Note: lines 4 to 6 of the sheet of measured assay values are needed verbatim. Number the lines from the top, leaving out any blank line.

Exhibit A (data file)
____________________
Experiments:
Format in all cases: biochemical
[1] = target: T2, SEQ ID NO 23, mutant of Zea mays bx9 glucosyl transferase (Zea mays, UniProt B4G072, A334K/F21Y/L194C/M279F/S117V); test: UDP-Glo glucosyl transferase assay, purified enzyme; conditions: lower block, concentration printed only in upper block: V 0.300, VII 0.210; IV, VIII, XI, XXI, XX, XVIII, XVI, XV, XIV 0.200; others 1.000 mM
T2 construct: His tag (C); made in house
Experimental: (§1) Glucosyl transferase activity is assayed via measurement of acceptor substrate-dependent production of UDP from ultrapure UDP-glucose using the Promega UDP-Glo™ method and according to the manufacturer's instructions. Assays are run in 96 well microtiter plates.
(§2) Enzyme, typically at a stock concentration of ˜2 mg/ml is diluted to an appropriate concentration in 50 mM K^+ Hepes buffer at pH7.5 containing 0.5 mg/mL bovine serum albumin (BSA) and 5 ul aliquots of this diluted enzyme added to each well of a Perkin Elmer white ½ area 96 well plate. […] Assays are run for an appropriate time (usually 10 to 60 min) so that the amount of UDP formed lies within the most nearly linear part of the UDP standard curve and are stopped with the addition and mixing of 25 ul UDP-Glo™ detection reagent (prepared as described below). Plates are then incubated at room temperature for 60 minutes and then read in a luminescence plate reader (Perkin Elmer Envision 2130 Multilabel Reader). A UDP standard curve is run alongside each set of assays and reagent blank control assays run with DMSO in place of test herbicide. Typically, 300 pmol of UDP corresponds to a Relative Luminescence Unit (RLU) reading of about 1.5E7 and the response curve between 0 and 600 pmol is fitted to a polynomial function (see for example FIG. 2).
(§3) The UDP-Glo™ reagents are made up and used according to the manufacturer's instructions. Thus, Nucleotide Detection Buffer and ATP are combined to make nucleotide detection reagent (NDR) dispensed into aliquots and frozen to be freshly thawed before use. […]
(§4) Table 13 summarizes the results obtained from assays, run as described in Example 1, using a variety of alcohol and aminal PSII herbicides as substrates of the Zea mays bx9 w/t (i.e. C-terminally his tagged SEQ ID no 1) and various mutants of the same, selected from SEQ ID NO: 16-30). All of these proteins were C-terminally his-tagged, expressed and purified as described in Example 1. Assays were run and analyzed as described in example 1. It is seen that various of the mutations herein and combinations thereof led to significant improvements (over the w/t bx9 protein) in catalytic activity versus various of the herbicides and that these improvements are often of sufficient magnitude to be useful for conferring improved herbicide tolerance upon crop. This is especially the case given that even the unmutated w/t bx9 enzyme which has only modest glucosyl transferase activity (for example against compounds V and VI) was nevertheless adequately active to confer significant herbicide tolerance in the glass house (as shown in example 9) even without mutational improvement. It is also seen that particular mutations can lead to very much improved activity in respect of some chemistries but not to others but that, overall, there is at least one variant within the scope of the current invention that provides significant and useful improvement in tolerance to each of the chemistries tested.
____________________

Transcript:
T2 construct: His tag (C); made in house
Experimental: (§1) Glucosyl transferase activity is assayed via measurement of acceptor substrate-dependent production of UDP from ultrapure UDP-glucose using the Promega UDP-Glo™ method and according to the manufacturer's instructions. Assays are run in 96 well microtiter plates.
(§2) Enzyme, typically at a stock concentration of ˜2 mg/ml is diluted to an appropriate concentration in 50 mM K^+ Hepes buffer at pH7.5 containing 0.5 mg/mL bovine serum albumin (BSA) and 5 ul aliquots of this diluted enzyme added to each well of a Perkin Elmer white ½ area 96 well plate. […] Assays are run for an appropriate time (usually 10 to 60 min) so that the amount of UDP formed lies within the most nearly linear part of the UDP standard curve and are stopped with the addition and mixing of 25 ul UDP-Glo™ detection reagent (prepared as described below). Plates are then incubated at room temperature for 60 minutes and then read in a luminescence plate reader (Perkin Elmer Envision 2130 Multilabel Reader). A UDP standard curve is run alongside each set of assays and reagent blank control assays run with DMSO in place of test herbicide. Typically, 300 pmol of UDP corresponds to a Relative Luminescence Unit (RLU) reading of about 1.5E7 and the response curve between 0 and 600 pmol is fitted to a polynomial function (see for example FIG. 2).